This means that to a certain extent they don't need metamagic, because they can simply find a higher-level spell that does more damage, or lasts longer, or whatever instead of applying metamagic to a lower-level spell.
There isn't a lot of room between 'cleric' and 'wizard' to make a cleric's spellcasting better.
Some classes are already the best at what they do - making them better at that thing just reduces their versatility (because you traded something else off) or breaks the game (because you gave them 10th level spells or a BAB of 2 x level)
Sean K Reynolds touched on this when giving advice for designing archetypes:
This most obviously applies to things like taking away bonus feat to give a specific feat that such a character was going to take anyway (Forgepriest Warpriests were going to take Craft Magic Arms and Armor at 3rd level anyway.) Or restricting a domain choice to the ones that thematically match the rest of the class. These decisions aren't bad design on their own - they are bad design when used to justify a power increase elsewhere.
Suppose I made a 'ranged cleric' archetype that gets to apply Reach Spell to all their Touch range spells for free. Taking away medium armor for that archetype isn't as much of a drawback as it looks like, because such a character has an easier time keeping their distance from the bad guys (unlike a stock cleric, which has to get nearer the action). In fact, such a character might have been happy switching to light armor anyway, because the extra 10 feet of movement keeps more space between them and threats.
This is particularly true when designing an archetype for yourself. 'Must worship Desna' isn't a drawback if your character was going to do that anyway. 'Must be X alignment' isn't a drawback if you were going to be that anyway. Being harmed by positive energy isn't a drawback if you were already making a dhampir. Removing spells from your class list isn't a drawback if you as a player were never going to prepare those spells, and so on.
You can't have everything
The arcane casters are hardest: generally its easier to make a new school or bloodline than swap pieces of a wizard or sorcerer - they can't even really trade off bits of their chassis - already having minimum BAB, skill points, and HD.
This means that most cleric archetypes have a very small list of things to trade off - one or both domains, BAB, HD, maybe Channel Energy. One can't get upset with a downgrade to 1/2 BAB to get some other shinies - there just isn't much else to trade.
Cruel Illusion wrote:
Oh, by all means, voice your opinions. My point was that I don't see the point in arguing over the justification and the decision instead of just the decision itself.
This is the internet - where people are happy to pick apart an argument point-by-point, and attack the weakest, most-poorly-worded point, possibly out of context, as if it were the entire argument.
'Surprise' BBEGs can be problematic anyway. The Iron Gods Players Guide points out that the Technic League serves as an antagonist - a character whose ambition is to become a Captain of the League is going to have a bad time.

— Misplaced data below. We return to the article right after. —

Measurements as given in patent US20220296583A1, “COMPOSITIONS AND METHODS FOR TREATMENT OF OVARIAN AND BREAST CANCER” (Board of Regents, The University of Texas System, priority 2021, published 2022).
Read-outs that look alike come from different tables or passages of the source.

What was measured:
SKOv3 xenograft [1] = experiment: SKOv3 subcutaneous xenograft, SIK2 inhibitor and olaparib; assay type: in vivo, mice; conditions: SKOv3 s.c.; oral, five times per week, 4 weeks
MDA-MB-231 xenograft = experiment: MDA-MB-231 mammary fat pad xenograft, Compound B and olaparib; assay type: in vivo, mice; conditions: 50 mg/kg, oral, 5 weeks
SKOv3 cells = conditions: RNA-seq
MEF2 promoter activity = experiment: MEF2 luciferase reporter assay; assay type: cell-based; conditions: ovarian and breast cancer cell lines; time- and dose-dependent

If you think Ileosa is supposed to be the good guy, you might make a character that is a loyal servant of the crown...and promptly be left with a character that is opposed to the adventure hooks.
You've already decided the conclusion is unacceptable. What possible justification could Paizo give that would make you feel better about it?
Giving the 'justification' for a controversial decision just encourages people to argue with it - either out of the sheer principle of the thing or a misguided belief that if they shout loud enough the decision will be reversed.
The Robin Hood myth has been mutated several times, as well. Originally he was a folk hero: a commoner who struck back at the oppressive aristocracy in general.
Then the people with the leisure time to read and write novels (i.e. aristocrats) got ahold of him and he was appropriated into a usurped noble (i.e. Robert of Locksley), fighting against an usurper of the monarchy (John, Prince of Wales.) The fact that the common people were caught in the middle in this version is largely incidental: it isn't a story about protecting the commoners from oppressive rule, it's about protecting 'legitimate' nobility from upstarts.
Neverminding that, as Mark points out, if you cut a book, you will have staff with a sudden amount of time on their hands, I still don't see how freeing up the production budget of a book is supposed to help (re-)build the website. You'd also lose the income associated with the book, which is greater than the cost of the book. (If it weren't, Paizo would be losing money on its books and thus go out of business.)
Sure, you might get some money in the short term, but getting money in the short term at the cost of the long term is what bank loans are for - not shortchanging your own business model.
What you're proposing is something like skipping work to change your car's oil. Sure, you saved $20 by not going to a mechanic, but you lost a day's wages.
I also think you're massively underestimating the costs of redesigning and rebuilding the website.
To be clear - there are things I'd like to see cleaned up and modernized, too. But saying "I know everything you need to do - it's easy" implies that the Paizo staff is either incompetent (because they haven't thought of, in years, what you've decided after 5 minutes) or lazy (because they have thought of it and haven't bothered.)
Plus it makes you sound like this.
I got that part. What I don't understand is how skipping a book is supposed to make redesigning the website and implementing those designs any easier.